So we formed the company called Hawke’s Bay Independent Brewery. And one of the hardest decisions we had to make … we needed a brand, and this was just one of the problems of starting a brewery in those days because DB and Lion had all avenues covered. And while we didn’t disagree with what they did – they had to protect their business – but once they knew that we had Tony Davies as the brewer, Lion especially showed … and so did DB … showed a lot of opposition. And just to give you some of the problems – we never had a name; we had to get a name. And when you wish to register a name you put in five at a time, and if any of them are taken they write back and say “No, you can’t use those”. And we put in the third lot of five before we got a name. Now a lot of the names we never even knew were out there, but Lion and DB had registered those names to stop anyone using them, because you needed a name with credibility. And when you took DB and Lion on – a lot of people wouldn’t have done it – but probably the fact that we had prominent people who probably had a lazy $50,000 – it was more like people like me and Tony that … the fun of the challenge. So after the third entry we got the name ‘Mates’, and that’s how the brewery started off and it was called Mates Brewery for a long time. At our peak we were brewing and selling over a million litres a year. The shareholders for three years in a row got eighteen per cent on their money – we were doing very well.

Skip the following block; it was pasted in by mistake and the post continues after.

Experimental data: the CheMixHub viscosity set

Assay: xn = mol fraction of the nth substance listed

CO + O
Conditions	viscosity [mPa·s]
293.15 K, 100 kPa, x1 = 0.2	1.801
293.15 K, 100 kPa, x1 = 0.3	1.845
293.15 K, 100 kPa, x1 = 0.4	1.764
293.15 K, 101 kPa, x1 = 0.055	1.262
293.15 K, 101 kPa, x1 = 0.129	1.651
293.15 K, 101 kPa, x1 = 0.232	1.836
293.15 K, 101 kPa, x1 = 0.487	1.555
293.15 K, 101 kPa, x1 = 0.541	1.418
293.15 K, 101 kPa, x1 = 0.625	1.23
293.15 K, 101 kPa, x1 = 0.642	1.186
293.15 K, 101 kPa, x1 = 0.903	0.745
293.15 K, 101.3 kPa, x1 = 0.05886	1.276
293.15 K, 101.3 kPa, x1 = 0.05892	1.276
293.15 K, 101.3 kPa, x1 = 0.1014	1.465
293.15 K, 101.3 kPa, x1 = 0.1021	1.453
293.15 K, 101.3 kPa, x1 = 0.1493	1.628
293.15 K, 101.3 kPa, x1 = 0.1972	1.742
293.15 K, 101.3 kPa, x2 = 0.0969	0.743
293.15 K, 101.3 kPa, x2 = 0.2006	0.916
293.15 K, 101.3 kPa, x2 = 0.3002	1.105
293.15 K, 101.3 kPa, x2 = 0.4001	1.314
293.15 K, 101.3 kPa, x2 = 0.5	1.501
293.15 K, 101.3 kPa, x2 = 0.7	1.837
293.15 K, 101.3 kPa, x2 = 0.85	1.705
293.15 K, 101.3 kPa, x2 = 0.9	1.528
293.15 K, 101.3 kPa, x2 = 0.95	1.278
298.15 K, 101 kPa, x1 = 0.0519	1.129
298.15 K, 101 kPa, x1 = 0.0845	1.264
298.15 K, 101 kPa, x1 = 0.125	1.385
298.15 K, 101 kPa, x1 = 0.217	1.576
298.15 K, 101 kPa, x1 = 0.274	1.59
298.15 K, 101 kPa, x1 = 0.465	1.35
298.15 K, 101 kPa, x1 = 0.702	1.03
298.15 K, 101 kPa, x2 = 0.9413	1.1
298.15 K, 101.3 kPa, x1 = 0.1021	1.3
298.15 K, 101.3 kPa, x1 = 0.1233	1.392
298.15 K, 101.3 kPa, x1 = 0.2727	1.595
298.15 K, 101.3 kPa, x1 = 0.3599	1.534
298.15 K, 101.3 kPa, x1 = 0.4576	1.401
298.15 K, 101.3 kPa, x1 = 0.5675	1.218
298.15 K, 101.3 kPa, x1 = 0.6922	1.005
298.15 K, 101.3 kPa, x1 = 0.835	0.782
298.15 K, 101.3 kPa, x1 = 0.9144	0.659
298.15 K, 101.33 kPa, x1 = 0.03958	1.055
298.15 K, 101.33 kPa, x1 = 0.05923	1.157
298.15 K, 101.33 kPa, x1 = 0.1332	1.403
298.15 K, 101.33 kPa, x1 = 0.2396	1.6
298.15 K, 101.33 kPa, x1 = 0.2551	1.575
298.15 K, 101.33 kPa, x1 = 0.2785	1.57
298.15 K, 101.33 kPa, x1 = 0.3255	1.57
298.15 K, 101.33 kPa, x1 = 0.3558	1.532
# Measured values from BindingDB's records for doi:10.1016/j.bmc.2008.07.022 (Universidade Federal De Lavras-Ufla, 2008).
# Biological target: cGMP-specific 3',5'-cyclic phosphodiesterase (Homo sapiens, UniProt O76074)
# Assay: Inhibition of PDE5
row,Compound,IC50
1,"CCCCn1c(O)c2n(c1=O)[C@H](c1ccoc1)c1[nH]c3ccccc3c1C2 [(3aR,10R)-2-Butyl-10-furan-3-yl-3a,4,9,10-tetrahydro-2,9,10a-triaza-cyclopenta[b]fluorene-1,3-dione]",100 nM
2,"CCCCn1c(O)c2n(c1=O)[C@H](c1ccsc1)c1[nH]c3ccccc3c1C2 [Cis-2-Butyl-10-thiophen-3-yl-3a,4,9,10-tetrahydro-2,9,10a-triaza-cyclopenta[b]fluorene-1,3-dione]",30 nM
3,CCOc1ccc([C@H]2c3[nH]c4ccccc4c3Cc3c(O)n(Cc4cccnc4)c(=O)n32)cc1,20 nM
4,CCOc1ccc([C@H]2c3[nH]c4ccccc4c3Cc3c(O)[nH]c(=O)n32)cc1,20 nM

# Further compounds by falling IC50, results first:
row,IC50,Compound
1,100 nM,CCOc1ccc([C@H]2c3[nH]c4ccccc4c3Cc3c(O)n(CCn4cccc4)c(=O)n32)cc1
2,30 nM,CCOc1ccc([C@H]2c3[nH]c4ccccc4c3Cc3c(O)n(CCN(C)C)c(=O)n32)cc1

But then the change came … packaged beer, take home beer … we weren’t in packaged beer and that was the reason to shift to Meeanee. Now Meeanee was a cidery which was failing, and we come [came] in, shifted the brewery into the cidery, and we paid rent which helped the cidery. And over three years we took over the cider making as well. Now that was in about 2007 … ‘06, and we introduced packaged beer. And while it was probably the right thing to do, it was the hardest thing to do. We hadn’t been in packaged, and Greg, who was the CEO – he was employed probably six or seven years before that, and it was new to me as well. But you know, I was always fairly comfortable and you know, there was nothing you couldn’t do. But packaged beer – it was a big difference in the factor of the margins, for a start. The other thing was tap beer, you virtually got an order every week, and once someone put your beer on you’re in fifty-litre kegs, which is roughly twelve dozen of beer to compare with what you’d sell.

But when we got into packaged it was probably the right thing to do but the profit just disappeared. So we had to look at ways of trying to get it right – I think to this day we only do about seven hundred thousand litres. I must say that when we were doing the million we were probably fourth or fifth biggest litreage in New Zealand, so that’s how successful we were. But the packaging took us apart a bit.